5. Dunn, Olive Jean (1964). "Multiple comparisons using rank sums". Technometrics 6 (3): 241–252. doi:10.2307/1266041.
6. Conover, W. Jay; Iman, Ronald L. (1979). ﻿"On multiple-comparisons procedures"﻿ (Report). Los Alamos Scientific Laboratory. Retrieved 2016-10-28.
7. Lehmann, E. L., & D'Abrera, H. J. (1975). Nonparametrics: Statistical methods based on ranks. Holden-Day.
8. Divine; Norton; Barón; Juarez-Colunga (2018). "The Wilcoxon–Mann–Whitney Procedure Fails as a Test of Medians". The American Statistician. doi:10.1080/00031305.2017.1305291.
9. Hart (2001). "Mann-Whitney test is not just a test of medians: differences in spread can be important". BMJ. doi:10.1136/bmj.323.7309.391.
10. Bruin (2006). "FAQ: Why is the Mann-Whitney significant when the medians are equal?". UCLA: Statistical Consulting Group.
11. Higgins, James J.; Jeffrey Higgins, James (2004). An introduction to modern nonparametric statistics. Duxbury advanced series. Pacific Gove, CA: Brooks-Cole; Thomson Learning. ISBN 978-0-534-38775-4.
12. Berger, Paul D.; Maurer, Robert E.; Celli, Giovana B. (2018) (in en). Experimental Design. Cham: Springer International Publishing. doi:10.1007/978-3-319-64583-4. ISBN 978-3-319-64582-7.
13. Corder, G.W. & Foreman, D.I. (2010). Nonparametric Statistics for Non-statisticians: A Step-by-Step Approach. Hoboken, NJ: Wiley.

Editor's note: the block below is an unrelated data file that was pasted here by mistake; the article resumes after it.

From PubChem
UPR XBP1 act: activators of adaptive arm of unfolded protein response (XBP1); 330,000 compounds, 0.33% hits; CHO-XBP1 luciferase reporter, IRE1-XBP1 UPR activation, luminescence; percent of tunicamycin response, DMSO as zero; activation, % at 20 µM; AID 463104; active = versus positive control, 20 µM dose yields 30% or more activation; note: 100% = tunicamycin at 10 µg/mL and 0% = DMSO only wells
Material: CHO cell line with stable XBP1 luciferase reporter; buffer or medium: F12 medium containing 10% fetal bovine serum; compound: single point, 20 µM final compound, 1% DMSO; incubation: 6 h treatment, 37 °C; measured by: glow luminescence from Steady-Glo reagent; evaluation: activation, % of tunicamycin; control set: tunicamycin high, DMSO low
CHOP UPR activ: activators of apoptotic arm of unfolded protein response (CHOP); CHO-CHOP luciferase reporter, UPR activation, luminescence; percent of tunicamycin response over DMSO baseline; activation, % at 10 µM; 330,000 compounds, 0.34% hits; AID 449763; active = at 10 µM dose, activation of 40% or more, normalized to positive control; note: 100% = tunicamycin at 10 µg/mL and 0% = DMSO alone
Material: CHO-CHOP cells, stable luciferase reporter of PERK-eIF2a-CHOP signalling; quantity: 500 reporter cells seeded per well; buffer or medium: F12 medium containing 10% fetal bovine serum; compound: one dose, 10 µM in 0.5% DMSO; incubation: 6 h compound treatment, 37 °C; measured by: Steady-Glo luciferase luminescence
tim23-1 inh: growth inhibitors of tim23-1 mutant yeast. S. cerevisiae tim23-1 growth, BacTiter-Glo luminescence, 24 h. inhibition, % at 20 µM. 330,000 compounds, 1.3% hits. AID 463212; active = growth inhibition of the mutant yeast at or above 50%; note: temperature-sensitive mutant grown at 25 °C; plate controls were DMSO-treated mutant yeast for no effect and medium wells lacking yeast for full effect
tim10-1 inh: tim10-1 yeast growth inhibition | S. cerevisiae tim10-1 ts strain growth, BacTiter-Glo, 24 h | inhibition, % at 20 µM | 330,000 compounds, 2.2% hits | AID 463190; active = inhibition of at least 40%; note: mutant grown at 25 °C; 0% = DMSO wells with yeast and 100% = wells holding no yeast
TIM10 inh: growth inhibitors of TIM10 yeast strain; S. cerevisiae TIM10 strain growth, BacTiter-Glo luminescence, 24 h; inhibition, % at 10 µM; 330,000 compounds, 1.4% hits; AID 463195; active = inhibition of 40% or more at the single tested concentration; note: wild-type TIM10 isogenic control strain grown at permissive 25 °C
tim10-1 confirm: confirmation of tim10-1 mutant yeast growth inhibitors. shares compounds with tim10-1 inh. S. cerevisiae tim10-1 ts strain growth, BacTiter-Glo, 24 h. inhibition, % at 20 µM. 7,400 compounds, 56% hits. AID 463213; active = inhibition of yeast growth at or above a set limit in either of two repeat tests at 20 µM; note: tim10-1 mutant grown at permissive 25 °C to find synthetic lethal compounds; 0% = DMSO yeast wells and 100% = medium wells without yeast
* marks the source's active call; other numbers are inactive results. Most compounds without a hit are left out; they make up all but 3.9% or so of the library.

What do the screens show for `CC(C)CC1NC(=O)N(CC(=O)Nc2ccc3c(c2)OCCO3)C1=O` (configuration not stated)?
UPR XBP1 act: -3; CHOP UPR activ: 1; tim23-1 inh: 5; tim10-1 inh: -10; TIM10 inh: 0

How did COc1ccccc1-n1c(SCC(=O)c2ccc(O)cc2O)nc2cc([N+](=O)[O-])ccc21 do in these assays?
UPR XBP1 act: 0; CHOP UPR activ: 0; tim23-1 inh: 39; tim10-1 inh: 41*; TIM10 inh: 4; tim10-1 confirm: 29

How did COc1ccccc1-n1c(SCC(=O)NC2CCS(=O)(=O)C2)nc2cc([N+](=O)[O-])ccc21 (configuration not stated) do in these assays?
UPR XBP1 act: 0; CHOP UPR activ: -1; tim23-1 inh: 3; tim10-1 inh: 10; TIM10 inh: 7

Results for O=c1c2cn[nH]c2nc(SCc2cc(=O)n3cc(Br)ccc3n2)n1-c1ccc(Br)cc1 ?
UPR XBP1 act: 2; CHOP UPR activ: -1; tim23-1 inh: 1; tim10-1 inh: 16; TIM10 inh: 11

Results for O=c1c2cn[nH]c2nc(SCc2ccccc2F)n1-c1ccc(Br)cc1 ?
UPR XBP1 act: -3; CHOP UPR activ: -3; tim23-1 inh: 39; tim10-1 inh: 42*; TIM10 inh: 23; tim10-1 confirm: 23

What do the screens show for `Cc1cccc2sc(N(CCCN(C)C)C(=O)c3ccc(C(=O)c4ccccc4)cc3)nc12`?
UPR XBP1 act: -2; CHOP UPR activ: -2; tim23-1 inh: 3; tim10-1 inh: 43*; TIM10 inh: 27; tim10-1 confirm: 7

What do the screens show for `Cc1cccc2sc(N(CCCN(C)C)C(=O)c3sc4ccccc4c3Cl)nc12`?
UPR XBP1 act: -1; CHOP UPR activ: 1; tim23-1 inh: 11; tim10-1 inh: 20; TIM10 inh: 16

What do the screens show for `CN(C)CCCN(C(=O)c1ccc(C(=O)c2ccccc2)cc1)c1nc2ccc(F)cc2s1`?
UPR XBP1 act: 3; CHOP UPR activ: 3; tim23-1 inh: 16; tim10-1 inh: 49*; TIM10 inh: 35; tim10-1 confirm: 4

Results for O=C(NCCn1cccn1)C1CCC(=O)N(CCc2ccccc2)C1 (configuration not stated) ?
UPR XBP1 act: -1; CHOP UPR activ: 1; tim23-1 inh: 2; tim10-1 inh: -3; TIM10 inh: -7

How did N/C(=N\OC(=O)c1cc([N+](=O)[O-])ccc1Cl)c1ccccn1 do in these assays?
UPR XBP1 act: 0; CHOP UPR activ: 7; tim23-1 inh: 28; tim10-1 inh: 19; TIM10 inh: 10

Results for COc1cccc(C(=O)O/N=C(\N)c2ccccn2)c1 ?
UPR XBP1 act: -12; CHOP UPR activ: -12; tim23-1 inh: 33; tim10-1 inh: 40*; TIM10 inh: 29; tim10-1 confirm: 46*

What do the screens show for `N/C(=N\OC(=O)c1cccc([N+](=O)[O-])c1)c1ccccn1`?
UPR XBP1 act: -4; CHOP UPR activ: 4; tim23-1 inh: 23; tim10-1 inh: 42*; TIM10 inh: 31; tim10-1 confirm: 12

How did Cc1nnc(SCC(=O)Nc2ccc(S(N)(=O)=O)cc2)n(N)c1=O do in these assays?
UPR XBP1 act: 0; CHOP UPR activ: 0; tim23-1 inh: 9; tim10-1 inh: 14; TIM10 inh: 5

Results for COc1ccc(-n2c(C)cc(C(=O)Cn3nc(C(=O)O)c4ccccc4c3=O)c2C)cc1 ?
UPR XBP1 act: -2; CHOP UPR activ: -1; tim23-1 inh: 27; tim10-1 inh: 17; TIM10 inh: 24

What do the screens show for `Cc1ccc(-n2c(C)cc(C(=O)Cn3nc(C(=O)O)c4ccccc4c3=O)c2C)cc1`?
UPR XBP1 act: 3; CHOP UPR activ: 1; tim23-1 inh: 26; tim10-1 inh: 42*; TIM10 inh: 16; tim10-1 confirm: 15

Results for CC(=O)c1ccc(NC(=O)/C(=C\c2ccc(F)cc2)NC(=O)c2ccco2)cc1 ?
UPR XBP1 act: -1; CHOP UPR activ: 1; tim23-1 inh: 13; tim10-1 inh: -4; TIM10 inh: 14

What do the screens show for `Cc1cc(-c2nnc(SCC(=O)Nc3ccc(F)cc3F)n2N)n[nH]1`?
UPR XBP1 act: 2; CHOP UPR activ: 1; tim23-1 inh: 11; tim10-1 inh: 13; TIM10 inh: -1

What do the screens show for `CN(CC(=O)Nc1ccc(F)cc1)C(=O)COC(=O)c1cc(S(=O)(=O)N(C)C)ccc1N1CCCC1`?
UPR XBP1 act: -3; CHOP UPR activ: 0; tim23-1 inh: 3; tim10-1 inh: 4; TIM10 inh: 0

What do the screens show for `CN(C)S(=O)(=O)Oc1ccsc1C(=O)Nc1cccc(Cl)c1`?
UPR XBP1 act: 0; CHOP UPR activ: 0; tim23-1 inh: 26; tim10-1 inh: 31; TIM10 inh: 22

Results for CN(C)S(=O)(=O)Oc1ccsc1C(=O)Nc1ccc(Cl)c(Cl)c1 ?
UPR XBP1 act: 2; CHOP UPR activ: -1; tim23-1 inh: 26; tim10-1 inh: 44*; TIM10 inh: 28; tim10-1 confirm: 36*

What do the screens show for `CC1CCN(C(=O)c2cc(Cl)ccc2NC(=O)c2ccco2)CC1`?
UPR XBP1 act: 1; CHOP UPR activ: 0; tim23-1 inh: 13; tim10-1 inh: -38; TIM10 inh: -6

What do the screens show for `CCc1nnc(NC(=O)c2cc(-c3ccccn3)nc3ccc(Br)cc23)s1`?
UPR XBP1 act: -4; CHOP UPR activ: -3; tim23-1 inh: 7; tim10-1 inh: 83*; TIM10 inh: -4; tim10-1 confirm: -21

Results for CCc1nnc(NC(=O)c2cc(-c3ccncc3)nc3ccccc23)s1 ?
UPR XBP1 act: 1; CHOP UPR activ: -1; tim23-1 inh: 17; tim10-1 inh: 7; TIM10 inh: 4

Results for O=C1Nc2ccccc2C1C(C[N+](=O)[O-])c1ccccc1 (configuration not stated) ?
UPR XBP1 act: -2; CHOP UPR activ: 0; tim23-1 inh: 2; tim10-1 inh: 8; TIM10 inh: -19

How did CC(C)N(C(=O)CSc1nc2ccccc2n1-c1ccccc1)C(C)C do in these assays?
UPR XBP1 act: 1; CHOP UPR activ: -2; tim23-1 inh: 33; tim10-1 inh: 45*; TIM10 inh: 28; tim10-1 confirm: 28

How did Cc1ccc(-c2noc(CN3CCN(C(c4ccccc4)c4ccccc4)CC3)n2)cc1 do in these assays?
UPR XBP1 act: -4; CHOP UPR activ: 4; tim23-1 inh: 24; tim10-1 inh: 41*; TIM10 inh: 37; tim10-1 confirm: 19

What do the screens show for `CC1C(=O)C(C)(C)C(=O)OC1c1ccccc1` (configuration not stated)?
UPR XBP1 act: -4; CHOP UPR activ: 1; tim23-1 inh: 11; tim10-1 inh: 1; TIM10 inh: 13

14. Montgomery, Douglas C.; Runger, George C. (2018). Applied statistics and probability for engineers. EMEA edition (Seventh ed.). Hoboken, NJ: Wiley. ISBN 978-1-119-40036-3.
15. Spurrier, J. D. (2003). "On the null distribution of the Kruskal–Wallis statistic". Journal of Nonparametric Statistics 15 (6): 685–691. doi:10.1080/10485250310001634719.
16. Meyer; Seaman (April 2006). "Expanded tables of critical values for the Kruskal–Wallis H statistic". Paper presented at the annual meeting of the American Educational Research Association, San Francisco.  Critical value tables and exact probabilities from Meyer and Seaman are available for download at http://faculty.virginia.edu/kruskal-wallis/ . A paper describing their work may also be found there.
17. Won Choi, Jae Won Lee, Myung-Hoe Huh, and Seung-Ho Kang (2003). "An Algorithm for Computing the Exact Distribution of the Kruskal–Wallis Test". Communications in Statistics - Simulation and Computation (32, number 4): 1029–1040. doi:10.1081/SAC-120023876.
18. John M. Chambers, William S. Cleveland, Beat Kleiner, and Paul A. Tukey (1983). Graphical Methods for Data Analysis. Belmont, Calif: Wadsworth International Group, Duxbury Press. ISBN 053498052X.
19. Wolfram Research (2010), LocationEquivalenceTest, Wolfram Language function, https://reference.wolfram.com/language/ref/LocationEquivalenceTest.html.
20. Ruben Geert van den Berg. "How to Run a Kruskal-Wallis Test in SPSS?".